What Can We Learn From PewDiePie’s rise to 27m subscribers !!

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PewDiePie‘s rise to fame has been one of the most surprising stories of 2013. In January, Smosh claimed the top spot on YouTube’s subscriber leaderboard and looked to be securely set in that position. I predicted it would remain #1 for all of 2013, but its reign barely lasted eight months. Instead, 23 year old Felix Kjellberg came out of nowhere to dominate our YouTube charts all summer long, take over the top spot, and become the first creator with 27 million subscribers.

his channel : https://www.youtube.com/user/pewdiepie

last video :

http://www.youtube.com/watch?v=_Hf13K3UW1I

How did PewDiePie do it? At what point did his popularity begin to grow exponentially? Which videos or events were critical to his success? To answer these questions, we have to take a trip in the Wayback Machine. If you’re unfamiliar with it, the WBM allows users to view cached versions of particular websites, to see what they looked like one or five or ten years ago. If we put VidstatsX’s top 200 YouTube creators chart into the WBM, we can see a snapshot of where particular creators stood in the past.

Our first trip in the WBM takes us two years back, to 2011. At that point, PewDiePie was not even in the top 200. He still hadn’t cracked the YouTube elite at the end of the year. He didn’t appear in a top 200 cache until June 25, 2012. At that point, he had not just cracked the top 200; he was already up to 114th and was growing at the third fastest rate behind just Smosh and Jenna Marbles. By the next available cache, on July 13th, he had risen to 78th, had crossed one million subscribers, and was gaining new fans faster than anyone in the top 200.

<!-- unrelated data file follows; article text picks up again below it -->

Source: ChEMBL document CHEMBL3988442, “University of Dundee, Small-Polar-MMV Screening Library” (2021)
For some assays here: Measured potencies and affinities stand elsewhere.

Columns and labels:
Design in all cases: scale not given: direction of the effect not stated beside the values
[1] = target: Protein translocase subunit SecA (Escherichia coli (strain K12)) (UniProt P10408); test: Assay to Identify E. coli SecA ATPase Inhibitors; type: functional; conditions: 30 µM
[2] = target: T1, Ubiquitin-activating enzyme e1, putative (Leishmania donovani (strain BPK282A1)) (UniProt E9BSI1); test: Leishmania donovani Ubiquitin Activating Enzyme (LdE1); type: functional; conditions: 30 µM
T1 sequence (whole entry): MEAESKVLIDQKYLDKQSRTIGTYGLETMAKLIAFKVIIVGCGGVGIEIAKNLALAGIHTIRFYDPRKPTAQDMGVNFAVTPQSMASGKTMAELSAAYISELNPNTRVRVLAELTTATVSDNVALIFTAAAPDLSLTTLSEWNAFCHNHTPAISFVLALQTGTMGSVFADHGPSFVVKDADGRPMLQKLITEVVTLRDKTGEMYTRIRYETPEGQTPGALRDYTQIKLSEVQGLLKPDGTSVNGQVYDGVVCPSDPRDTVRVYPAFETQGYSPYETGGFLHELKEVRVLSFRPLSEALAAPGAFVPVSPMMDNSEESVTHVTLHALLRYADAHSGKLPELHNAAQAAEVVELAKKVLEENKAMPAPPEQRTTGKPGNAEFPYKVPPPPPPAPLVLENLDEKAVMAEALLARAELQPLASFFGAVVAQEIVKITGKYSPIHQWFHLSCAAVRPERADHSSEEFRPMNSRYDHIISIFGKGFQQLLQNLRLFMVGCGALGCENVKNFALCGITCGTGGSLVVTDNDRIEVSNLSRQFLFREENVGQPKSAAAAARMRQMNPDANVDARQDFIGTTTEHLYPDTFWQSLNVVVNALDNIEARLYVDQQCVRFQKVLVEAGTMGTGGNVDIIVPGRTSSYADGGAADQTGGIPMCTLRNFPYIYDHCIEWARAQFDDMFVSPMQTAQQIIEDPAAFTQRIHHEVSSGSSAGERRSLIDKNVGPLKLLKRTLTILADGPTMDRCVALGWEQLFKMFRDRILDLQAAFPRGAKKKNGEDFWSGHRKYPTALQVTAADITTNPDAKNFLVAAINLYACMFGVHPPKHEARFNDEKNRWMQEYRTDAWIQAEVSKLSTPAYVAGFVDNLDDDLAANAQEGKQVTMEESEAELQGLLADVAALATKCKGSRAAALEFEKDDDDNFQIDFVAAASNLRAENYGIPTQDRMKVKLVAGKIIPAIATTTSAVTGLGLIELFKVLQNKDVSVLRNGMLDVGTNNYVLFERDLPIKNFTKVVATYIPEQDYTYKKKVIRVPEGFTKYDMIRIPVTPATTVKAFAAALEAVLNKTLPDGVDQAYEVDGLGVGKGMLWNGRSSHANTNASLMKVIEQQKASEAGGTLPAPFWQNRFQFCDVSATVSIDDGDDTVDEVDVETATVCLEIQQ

From that point on, he didn’t look back. By the next cache (September 20th) he was up to 24th. The WBM doesn’t have anymore 2012 information until December 13th, when PewDiePie cracked the top ten for the first time. The rest is history.

OK. So we know that something happened for PewDiePie between April and June of 2012. When you examine the YouTube search volume for his handle over time, it also shows an exponential increase beginning around that time. When we drill down to that time period, however, there are no obvious spikes in search volume that set off his viral success.

The truth is that PewDiePie didn’t become the most subscribed YouTuber through a sudden viral hit or a change in his YouTube presence (a la Smosh’s meteoric rise coinciding with the launch of Smosh Games). Instead, he’s done it through unbreakable consistency. PewDiePie posts to YouTube almost every single day. When he started getting popular, he never let up his online presence, giving his Bro Army hundreds of chances to share his work with their friends.

Regardless of what you think of his videos, PewDiePie’s rise is a good lesson for anyone hoping to grow an audience on YouTube: there is no secret sauce. If you want to make it big, nothing beats consistency, hard work, and doing everything you can to keep your audience constantly engaged.

 

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